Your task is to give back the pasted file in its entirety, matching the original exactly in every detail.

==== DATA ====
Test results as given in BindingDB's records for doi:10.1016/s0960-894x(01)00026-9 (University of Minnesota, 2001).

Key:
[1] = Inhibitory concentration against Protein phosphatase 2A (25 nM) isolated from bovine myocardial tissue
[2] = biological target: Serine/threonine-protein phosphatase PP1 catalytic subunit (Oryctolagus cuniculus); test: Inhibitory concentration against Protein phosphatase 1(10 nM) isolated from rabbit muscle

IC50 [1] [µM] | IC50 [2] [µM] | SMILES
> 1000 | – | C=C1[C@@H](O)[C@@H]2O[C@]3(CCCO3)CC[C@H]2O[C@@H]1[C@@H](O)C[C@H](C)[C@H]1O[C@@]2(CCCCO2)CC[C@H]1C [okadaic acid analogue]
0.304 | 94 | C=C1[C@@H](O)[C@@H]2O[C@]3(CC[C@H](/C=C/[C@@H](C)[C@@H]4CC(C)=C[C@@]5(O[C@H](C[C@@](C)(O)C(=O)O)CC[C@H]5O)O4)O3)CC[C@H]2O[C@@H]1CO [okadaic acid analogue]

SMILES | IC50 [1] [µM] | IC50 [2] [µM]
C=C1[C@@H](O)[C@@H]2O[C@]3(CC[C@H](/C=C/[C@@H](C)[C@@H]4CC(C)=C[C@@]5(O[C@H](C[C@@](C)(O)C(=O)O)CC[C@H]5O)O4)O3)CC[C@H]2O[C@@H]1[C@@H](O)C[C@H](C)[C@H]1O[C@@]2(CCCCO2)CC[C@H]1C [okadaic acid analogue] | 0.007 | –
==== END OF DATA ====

Test results as given in BindingDB's records for doi:10.1016/s0960-894x(01)00026-9 (University of Minnesota, 2001).

Key:
[1] = Inhibitory concentration against Protein phosphatase 2A (25 nM) isolated from bovine myocardial tissue
[2] = biological target: Serine/threonine-protein phosphatase PP1 catalytic subunit (Oryctolagus cuniculus); test: Inhibitory concentration against Protein phosphatase 1(10 nM) isolated from rabbit muscle

IC50 [1] [µM] | IC50 [2] [µM] | SMILES
> 1000 | – | C=C1[C@@H](O)[C@@H]2O[C@]3(CCCO3)CC[C@H]2O[C@@H]1[C@@H](O)C[C@H](C)[C@H]1O[C@@]2(CCCCO2)CC[C@H]1C [okadaic acid analogue]
0.304 | 94 | C=C1[C@@H](O)[C@@H]2O[C@]3(CC[C@H](/C=C/[C@@H](C)[C@@H]4CC(C)=C[C@@]5(O[C@H](C[C@@](C)(O)C(=O)O)CC[C@H]5O)O4)O3)CC[C@H]2O[C@@H]1CO [okadaic acid analogue]

SMILES | IC50 [1] [µM] | IC50 [2] [µM]
C=C1[C@@H](O)[C@@H]2O[C@]3(CC[C@H](/C=C/[C@@H](C)[C@@H]4CC(C)=C[C@@]5(O[C@H](C[C@@](C)(O)C(=O)O)CC[C@H]5O)O4)O3)CC[C@H]2O[C@@H]1[C@@H](O)C[C@H](C)[C@H]1O[C@@]2(CCCCO2)CC[C@H]1C [okadaic acid analogue] | 0.007 | –